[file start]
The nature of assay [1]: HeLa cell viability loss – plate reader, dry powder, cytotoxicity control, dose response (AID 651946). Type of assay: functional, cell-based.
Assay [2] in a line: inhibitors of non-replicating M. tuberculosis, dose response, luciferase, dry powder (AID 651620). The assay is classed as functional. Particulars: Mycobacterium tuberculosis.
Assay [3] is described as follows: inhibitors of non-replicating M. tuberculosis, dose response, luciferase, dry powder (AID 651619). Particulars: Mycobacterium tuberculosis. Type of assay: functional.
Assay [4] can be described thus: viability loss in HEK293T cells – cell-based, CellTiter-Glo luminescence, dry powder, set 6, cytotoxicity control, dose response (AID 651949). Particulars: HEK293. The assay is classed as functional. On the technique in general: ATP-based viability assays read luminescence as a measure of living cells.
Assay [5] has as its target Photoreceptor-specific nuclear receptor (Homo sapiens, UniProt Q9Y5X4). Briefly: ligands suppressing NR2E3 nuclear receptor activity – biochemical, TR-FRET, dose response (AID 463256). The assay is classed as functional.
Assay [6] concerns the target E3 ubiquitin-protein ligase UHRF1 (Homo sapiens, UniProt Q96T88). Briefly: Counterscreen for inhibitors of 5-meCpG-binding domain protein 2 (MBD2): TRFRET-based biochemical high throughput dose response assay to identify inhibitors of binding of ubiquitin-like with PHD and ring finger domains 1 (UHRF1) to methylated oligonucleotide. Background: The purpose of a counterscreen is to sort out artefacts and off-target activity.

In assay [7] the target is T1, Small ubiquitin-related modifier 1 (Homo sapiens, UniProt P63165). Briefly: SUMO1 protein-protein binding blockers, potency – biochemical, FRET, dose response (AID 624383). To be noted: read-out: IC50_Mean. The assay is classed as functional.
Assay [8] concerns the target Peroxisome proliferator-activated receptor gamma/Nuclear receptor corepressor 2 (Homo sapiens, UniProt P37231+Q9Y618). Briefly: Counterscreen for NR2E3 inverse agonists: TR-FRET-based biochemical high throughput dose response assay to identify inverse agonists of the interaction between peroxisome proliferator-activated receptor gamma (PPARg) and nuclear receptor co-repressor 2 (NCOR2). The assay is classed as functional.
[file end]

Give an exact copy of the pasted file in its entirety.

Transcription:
The nature of assay [1]: HeLa cell viability loss – plate reader, dry powder, cytotoxicity control, dose response (AID 651946). Type of assay: functional, cell-based.
Assay [2] in a line: inhibitors of non-replicating M. tuberculosis, dose response, luciferase, dry powder (AID 651620). The assay is classed as functional. Particulars: Mycobacterium tuberculosis.
Assay [3] is described as follows: inhibitors of non-replicating M. tuberculosis, dose response, luciferase, dry powder (AID 651619). Particulars: Mycobacterium tuberculosis. Type of assay: functional.
Assay [4] can be described thus: viability loss in HEK293T cells – cell-based, CellTiter-Glo luminescence, dry powder, set 6, cytotoxicity control, dose response (AID 651949). Particulars: HEK293. The assay is classed as functional. On the technique in general: ATP-based viability assays read luminescence as a measure of living cells.
Assay [5] has as its target Photoreceptor-specific nuclear receptor (Homo sapiens, UniProt Q9Y5X4). Briefly: ligands suppressing NR2E3 nuclear receptor activity – biochemical, TR-FRET, dose response (AID 463256). The assay is classed as functional.
Assay [6] concerns the target E3 ubiquitin-protein ligase UHRF1 (Homo sapiens, UniProt Q96T88). Briefly: Counterscreen for inhibitors of 5-meCpG-binding domain protein 2 (MBD2): TRFRET-based biochemical high throughput dose response assay to identify inhibitors of binding of ubiquitin-like with PHD and ring finger domains 1 (UHRF1) to methylated oligonucleotide. Background: The purpose of a counterscreen is to sort out artefacts and off-target activity.

In assay [7] the target is T1, Small ubiquitin-related modifier 1 (Homo sapiens, UniProt P63165). Briefly: SUMO1 protein-protein binding blockers, potency – biochemical, FRET, dose response (AID 624383). To be noted: read-out: IC50_Mean. The assay is classed as functional.
Assay [8] concerns the target Peroxisome proliferator-activated receptor gamma/Nuclear receptor corepressor 2 (Homo sapiens, UniProt P37231+Q9Y618). Briefly: Counterscreen for NR2E3 inverse agonists: TR-FRET-based biochemical high throughput dose response assay to identify inverse agonists of the interaction between peroxisome proliferator-activated receptor gamma (PPARg) and nuclear receptor co-repressor 2 (NCOR2). The assay is classed as functional.